The FIPJP rules use many terms without defining them. The worst offender in this regard is the word “obstacle”. “What is an obstacle?” is probably the most-frequently-asked question about the rules. So… What is an obstacle?
In the FIPJP rules, “obstacle” is not a technical term. It is an ordinary word that means, roughly, “something that interferes with the normal course of some activity or process.” The relevant activity or process must be inferred from the context. The context differs from rule to rule.
- In Article 6 and Article 7, an “obstacle” is any feature of the playing area that might interfere with a player’s ability to throw a boule with his/her normal throwing form.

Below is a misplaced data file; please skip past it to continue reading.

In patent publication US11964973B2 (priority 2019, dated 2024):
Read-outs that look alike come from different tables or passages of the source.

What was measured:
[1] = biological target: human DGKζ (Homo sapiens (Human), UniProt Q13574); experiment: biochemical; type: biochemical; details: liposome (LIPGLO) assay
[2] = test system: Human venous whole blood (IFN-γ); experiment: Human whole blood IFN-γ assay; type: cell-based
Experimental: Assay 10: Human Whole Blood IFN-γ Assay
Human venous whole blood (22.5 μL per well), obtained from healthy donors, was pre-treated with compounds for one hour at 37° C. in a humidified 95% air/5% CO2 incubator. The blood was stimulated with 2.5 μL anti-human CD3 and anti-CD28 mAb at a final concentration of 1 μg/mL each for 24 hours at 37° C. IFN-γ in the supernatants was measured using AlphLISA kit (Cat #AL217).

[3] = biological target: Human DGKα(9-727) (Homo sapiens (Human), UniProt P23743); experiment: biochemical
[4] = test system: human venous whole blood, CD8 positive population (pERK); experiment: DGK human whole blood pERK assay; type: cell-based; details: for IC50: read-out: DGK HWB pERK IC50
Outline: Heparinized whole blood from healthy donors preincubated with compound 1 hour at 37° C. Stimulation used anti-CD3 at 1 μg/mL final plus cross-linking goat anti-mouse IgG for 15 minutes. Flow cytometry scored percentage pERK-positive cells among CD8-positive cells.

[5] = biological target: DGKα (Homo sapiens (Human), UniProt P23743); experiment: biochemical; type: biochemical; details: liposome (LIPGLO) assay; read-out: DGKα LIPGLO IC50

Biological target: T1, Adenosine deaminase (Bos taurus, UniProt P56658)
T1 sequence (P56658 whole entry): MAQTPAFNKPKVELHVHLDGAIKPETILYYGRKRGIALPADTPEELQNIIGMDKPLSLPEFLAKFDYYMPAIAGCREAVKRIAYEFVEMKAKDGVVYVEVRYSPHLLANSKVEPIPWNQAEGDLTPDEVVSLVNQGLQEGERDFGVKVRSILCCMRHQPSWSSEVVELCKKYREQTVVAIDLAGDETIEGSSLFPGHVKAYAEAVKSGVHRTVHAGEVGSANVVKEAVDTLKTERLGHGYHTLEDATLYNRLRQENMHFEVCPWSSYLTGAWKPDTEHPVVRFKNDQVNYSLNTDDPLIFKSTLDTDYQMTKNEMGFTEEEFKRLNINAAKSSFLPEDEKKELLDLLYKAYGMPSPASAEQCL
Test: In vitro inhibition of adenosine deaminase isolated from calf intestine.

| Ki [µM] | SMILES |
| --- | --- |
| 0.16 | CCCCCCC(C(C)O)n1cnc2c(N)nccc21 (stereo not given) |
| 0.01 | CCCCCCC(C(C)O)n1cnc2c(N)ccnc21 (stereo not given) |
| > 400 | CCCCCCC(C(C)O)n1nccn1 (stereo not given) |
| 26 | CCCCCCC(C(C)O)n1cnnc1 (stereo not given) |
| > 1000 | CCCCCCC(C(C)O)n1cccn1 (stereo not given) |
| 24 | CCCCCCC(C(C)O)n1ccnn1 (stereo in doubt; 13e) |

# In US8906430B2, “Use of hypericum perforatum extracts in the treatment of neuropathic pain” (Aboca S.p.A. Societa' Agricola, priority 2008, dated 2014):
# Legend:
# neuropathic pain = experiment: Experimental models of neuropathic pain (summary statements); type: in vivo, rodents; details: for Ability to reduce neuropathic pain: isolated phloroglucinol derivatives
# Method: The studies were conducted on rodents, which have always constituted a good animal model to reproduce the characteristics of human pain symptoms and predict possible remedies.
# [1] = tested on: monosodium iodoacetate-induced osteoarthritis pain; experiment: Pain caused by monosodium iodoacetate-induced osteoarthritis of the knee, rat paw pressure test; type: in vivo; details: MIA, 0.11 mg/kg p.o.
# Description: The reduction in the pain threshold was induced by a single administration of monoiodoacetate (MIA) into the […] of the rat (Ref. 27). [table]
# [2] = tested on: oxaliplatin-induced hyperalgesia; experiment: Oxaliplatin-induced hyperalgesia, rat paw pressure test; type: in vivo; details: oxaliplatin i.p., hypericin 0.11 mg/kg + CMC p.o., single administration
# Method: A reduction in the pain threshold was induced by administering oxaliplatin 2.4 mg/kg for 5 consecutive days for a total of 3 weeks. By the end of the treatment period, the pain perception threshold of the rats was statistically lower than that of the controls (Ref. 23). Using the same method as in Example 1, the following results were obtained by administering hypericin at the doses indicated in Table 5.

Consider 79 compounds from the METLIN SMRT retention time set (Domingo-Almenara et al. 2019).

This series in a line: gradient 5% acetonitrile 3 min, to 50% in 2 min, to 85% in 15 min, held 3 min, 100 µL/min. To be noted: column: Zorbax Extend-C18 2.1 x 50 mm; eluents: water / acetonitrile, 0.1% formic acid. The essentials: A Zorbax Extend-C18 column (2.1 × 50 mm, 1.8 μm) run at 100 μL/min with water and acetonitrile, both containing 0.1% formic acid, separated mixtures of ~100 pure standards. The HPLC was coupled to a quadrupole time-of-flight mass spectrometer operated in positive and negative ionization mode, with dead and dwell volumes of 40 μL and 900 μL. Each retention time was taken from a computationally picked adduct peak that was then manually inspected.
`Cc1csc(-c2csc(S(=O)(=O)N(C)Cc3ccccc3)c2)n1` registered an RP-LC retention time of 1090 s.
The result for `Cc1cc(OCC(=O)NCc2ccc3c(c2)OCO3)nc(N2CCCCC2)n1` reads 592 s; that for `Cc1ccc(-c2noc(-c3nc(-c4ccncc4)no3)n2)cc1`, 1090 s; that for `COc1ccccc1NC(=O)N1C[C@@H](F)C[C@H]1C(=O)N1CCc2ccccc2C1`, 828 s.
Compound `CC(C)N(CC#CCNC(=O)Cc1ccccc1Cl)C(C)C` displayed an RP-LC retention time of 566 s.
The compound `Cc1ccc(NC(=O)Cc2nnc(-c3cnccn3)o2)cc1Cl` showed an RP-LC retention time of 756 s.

- In Article 7, an “obstacle” is any feature of the playing area that might interfere with a player’s ability to point a boule to anywhere within a meter of the jack.
- In Article 10, an “obstacle” is any natural feature of the terrain that might make pointing difficult. Article 10 says that even though a player might want to pick up or push down an “obstacle” like a stone or a hump in the ground, or tamp down some soft earth, he is not allowed to do so.
- In Article 19, an “obstacle” is something that causes a boule to bounce back in-bounds after it has gone out-of-bounds.
- In Article 25, an “obstacle” is something on the terrain (a big rock, a tree root) that gets in the way of measurement.
In articles 10, 19, and 25, the word “obstacle” doesn’t really add anything useful to the rules. In those articles, you could replace the word “obstacle” with the word “something” and the rules would be just as clear as they are now.
Of these various kinds of obstacles, by far the most important are the first two on the list— obstacles around the circle (throwing obstacles) and obstacles around the jack (pointing obstacles).